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Fractal simulations of African design in pre-college computing education. (English)
ACM Trans. Comput. Educ. 11, No. 3, Paper No. 5, 14 p., electronic only (2011).
Summary: This article describes the use of fractal simulations of African design in a high school computing class. Fractal patterns ‒ repetitions of shape at multiple scales ‒ are a common feature in many aspects of African design. In African architecture we often see circular houses grouped in circular complexes, or rectangular houses in rectangular complexes. Typically the accompanying ceremonies, cosmologies, and other traditions make use of scaling and recursion in their conceptual models. African scaling designs include textiles, sculpture, adornment, and other forms; in many cases there are explicit geometric algorithms and other formal aspects (e.g., pseudorandom number generation in divination systems) embedded in the associated indigenous knowledge system. Thus African fractals provide a strong counter to stereotypes of African culture as primitive or simplistic. Following this fieldwork, we developed a web site which uses Java simulations of these African designs to teach computational perspectives on fractals to high school students. We hypothesized that this combination of anti-primitivist “ethnocomputing" and design-based creative learning would enhance both the engagement and performance of under-represented students in computing. A quasi-experimental study used two 10th grade computing classes, both taught by the same instructor, and both including more than 50 \%; under-represented students (Latino and African American). The control class received six days of instruction using a popular web site (with Java applets but no cultural content or design activities) for high school fractal lessons; the experimental class received the same amount of instruction using our web site. Pre/post differences on both achievement and attitude tests indicate statistically significant improvement for the students in the experimental class. Potential implications for improving participation and achievement of under-represented students in computing education are discussed.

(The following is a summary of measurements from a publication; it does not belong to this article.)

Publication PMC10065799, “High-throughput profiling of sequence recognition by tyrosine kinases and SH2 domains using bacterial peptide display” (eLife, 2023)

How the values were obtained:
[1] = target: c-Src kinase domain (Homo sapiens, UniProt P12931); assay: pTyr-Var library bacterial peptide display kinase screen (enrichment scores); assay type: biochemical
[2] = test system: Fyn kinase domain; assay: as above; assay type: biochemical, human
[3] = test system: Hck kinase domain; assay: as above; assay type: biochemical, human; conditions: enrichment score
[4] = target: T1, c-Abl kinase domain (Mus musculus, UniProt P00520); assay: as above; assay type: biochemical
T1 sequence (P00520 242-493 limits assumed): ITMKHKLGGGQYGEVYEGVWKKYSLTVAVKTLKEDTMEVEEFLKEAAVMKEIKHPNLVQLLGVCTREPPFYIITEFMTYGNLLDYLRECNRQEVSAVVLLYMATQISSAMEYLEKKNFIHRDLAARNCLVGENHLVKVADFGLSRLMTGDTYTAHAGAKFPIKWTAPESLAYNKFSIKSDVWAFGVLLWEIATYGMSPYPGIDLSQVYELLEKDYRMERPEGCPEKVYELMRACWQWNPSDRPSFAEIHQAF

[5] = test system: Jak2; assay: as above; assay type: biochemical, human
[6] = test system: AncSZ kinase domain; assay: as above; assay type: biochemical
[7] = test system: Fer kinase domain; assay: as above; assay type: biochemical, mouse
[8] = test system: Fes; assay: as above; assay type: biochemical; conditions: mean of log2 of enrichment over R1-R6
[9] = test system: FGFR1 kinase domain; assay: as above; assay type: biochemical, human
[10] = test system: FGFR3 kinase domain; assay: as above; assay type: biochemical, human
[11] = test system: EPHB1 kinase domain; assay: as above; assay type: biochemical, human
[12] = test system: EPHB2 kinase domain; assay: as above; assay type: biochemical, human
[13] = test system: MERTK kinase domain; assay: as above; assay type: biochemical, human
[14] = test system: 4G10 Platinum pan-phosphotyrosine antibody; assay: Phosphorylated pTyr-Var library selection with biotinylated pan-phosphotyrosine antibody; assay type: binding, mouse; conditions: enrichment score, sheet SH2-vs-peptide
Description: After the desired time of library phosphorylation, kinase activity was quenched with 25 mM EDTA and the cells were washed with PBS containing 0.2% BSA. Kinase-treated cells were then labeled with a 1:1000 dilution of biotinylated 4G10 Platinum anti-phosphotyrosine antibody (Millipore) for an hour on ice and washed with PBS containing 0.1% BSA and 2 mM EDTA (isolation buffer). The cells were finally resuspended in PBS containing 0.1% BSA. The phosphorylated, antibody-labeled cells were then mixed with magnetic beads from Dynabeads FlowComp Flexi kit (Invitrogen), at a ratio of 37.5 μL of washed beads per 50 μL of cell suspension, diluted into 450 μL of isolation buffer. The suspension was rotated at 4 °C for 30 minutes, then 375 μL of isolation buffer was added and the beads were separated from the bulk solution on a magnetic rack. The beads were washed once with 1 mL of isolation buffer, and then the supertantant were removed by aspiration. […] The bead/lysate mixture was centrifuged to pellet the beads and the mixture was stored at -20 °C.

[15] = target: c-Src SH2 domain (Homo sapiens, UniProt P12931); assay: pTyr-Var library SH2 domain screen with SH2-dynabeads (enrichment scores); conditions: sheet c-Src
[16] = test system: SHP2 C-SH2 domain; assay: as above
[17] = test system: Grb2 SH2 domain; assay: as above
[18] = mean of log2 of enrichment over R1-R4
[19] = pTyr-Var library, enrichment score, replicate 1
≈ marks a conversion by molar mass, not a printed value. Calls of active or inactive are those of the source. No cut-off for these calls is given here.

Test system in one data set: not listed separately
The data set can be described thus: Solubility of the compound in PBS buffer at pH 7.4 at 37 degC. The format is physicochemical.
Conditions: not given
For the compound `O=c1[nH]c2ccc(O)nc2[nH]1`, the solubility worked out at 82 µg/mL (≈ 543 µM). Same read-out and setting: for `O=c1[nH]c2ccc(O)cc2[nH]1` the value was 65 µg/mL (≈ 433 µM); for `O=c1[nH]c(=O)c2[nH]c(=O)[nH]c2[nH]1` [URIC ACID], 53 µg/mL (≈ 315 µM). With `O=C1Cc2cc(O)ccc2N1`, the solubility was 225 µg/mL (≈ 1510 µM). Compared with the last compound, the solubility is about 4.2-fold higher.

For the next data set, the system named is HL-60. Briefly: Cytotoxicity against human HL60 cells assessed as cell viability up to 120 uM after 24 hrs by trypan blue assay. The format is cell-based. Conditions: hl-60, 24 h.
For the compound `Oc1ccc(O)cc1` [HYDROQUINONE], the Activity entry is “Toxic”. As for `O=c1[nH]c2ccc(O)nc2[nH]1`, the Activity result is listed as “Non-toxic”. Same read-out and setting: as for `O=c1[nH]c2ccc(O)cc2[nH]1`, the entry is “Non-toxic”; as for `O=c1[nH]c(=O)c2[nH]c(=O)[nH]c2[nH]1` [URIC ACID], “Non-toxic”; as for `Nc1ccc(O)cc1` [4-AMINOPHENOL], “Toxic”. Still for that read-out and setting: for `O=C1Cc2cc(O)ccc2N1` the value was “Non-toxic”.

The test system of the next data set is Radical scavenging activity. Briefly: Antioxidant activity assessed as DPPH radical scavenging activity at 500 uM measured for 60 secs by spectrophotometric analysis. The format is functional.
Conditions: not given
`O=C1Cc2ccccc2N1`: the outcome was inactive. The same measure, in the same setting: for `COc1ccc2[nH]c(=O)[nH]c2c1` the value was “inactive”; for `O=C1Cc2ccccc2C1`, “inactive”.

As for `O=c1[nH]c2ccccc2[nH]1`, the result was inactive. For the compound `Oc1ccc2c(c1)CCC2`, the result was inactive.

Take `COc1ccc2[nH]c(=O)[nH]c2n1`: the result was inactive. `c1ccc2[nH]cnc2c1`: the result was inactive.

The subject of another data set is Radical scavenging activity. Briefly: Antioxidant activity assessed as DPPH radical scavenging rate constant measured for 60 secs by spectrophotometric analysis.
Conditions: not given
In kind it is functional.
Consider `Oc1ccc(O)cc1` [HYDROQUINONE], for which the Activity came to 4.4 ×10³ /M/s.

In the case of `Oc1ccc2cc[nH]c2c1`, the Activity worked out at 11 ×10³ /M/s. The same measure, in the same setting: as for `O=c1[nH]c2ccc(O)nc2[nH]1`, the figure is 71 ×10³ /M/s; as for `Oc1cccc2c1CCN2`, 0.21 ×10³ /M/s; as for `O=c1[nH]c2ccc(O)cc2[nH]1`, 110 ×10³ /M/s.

Classification: G94 M84 Q54 R24
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